Genesis 38 by Robert Dean
Series:Genesis (2003)
Duration:55 mins 1 sec

Providence, Protection and Provision. Genesis 38

This is a story of immorality and perversion and cultural distance for us. There are things going on in this particular episode that are so far removed from our culture, from a Mosaic culture in Israel after the Mosaic law, it is difficult for us to understand some of the details that are going on here, just because of that divide, a culture 3000 years ago with totally different norms and standards. But what we see here is that this is a story that exemplifies divine providence, and that is something emphasized all the way through this Joseph episode—the providence of God in the background. As we go through the whole Joseph narrative there isn't that much of an overt involvement of God in the lives of Joseph or in the life of the family, but we do see His hand behind the scenes protecting the family, providing for them, taking care of them.

To correctly interpret this passage we have to understand it in the context of the structure of Genesis. In Genesis chapter 37 the focus shifted to the descendants of Jacob—Genesis 37:2. From Genesis 37-50 every single chapter focuses on Joseph, except for chapter 38. In chapter 38 we put Joseph on hold while he is a slave of Potiphar's in Egypt and the camera switches back over to what is happening in the land with the family, specifically in the family of his brother Judah. So we have to answer the question: What is God doing here? Why is this stuck here in the middle? It has to be understood within the theme of Genesis, and the theme of Genesis is blessing and cursing.

We have to understand blessing because blessing is one of those words which become overused. It is not happiness. Happiness is something that is too fleeting for us. We think of happiness as ephemeral joy that comes and goes, it is not the deep joy the Scripture has. But blessing isn't joy, it is being in the place of life and happiness, enrichment, prosperity, where we feel the quality of life because of our relationship to God, even though we may be in very undesirable circumstances. So blessing is not to be defined in terms of material prosperity or material circumstances, it is ultimately a focus on the soul.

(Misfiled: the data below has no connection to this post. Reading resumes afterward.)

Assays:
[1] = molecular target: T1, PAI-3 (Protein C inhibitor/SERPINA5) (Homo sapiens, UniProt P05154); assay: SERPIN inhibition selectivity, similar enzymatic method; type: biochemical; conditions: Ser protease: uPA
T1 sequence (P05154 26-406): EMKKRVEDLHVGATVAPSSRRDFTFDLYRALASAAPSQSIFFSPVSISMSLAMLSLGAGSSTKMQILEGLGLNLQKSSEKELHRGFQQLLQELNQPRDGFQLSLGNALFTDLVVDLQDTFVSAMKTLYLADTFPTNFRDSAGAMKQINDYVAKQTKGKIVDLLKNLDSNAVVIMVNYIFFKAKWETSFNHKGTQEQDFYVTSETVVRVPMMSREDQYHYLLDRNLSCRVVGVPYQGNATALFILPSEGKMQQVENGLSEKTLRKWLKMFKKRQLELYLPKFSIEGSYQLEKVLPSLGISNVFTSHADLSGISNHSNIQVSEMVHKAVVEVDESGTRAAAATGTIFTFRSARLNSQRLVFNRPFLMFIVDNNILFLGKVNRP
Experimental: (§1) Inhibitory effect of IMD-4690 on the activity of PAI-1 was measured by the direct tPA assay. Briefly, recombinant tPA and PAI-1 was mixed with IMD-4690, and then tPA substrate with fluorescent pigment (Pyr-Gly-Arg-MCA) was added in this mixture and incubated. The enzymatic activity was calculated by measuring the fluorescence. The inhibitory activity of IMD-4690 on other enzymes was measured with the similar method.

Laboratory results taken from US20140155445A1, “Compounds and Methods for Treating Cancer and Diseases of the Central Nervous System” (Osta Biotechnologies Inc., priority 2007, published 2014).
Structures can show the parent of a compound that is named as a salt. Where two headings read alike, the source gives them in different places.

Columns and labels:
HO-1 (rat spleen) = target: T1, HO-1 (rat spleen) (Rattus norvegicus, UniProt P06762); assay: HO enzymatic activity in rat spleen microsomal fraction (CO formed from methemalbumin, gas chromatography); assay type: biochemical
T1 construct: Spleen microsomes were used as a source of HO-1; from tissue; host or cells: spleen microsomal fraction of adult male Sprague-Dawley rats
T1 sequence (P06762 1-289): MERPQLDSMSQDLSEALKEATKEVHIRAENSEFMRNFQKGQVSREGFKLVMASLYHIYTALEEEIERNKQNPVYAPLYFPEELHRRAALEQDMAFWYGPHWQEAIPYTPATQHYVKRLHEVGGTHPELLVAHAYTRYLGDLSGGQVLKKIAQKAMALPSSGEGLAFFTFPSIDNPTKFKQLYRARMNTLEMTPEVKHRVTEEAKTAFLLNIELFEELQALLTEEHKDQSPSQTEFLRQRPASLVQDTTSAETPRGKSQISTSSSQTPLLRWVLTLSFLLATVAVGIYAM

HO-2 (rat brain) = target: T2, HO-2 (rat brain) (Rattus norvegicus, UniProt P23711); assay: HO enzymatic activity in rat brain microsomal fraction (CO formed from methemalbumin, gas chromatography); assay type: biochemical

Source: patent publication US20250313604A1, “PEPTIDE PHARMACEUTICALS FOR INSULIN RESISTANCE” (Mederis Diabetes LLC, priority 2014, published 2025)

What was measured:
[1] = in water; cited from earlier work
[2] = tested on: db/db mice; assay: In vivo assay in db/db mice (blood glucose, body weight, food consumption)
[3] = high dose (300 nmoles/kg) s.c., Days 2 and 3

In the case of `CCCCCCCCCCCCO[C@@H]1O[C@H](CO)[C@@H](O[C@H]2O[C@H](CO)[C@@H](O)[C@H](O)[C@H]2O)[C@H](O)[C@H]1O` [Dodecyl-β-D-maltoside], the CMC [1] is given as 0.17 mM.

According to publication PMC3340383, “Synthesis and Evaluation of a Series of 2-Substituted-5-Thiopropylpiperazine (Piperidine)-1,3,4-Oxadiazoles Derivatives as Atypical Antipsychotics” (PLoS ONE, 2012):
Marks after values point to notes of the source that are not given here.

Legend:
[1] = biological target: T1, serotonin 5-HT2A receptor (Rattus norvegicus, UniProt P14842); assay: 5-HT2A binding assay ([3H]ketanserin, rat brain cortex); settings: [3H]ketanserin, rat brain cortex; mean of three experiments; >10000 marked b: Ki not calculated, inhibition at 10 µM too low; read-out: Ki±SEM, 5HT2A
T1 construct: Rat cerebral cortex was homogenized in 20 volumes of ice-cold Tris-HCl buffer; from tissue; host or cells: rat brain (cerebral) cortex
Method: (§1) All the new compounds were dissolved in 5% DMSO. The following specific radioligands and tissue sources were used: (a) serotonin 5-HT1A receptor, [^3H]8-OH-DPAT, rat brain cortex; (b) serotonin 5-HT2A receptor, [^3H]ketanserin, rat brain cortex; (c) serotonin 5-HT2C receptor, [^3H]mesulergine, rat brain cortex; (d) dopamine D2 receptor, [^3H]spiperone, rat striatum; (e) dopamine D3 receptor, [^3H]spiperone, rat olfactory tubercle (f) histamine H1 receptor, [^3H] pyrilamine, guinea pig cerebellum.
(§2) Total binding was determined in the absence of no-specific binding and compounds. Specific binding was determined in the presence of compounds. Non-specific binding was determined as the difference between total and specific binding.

Cursing, on the other hand, has to do with the imposition of a barrier to life and happiness, and often this is judicial. A curse in the Scripture is the execution of divine justice—judgment. We don't use the term "curse" in the Bible in an occult sense like black magic, an evil eye curse, that kind of thing. When God curses man it is an expression of the outworking of divine justice and judgment upon sin.

One of the other things we see as we go through this process in Genesis is that as God works out His plan and purpose in history we consistently see how He makes "adjustments" related to sinful decisions that man makes. But these adjustments are not because God is taken aback or is surprised because of the sinful decisions and failures of man because God in His omniscience knows all the knowable. He knew from eternity past all the failures and flaws and problems that man would have. It is important to recognize that God structured history and man and the whole interaction between the will of the creature subordinate to the sovereign control of the creator in such a way that God can maneuver history and bring about that which He intends to bring about, while at the same time allowing creatures to fulfill their individual responsibilities and to be accountable for the decisions that they make in such a way that there is true contingency in history. Nevertheless that contingency is not pure random chance and chaos which is what we have in pagan systems of thought but that God is in ultimate control of the destiny of man, and He works out His plans and His purposes in history. That is what Romans 8:28 is all about.

In this episode we see a classic example within the family that God has called out, established and chosen to be the family through whom He is going to bring the Messiah, through whom He is going to bring blessing to all mankind, through whom He is going to reveal Himself, that in this family who make numerous bad decisions, sinful decisions, where there are so many failures, that God is working and that grace dominates.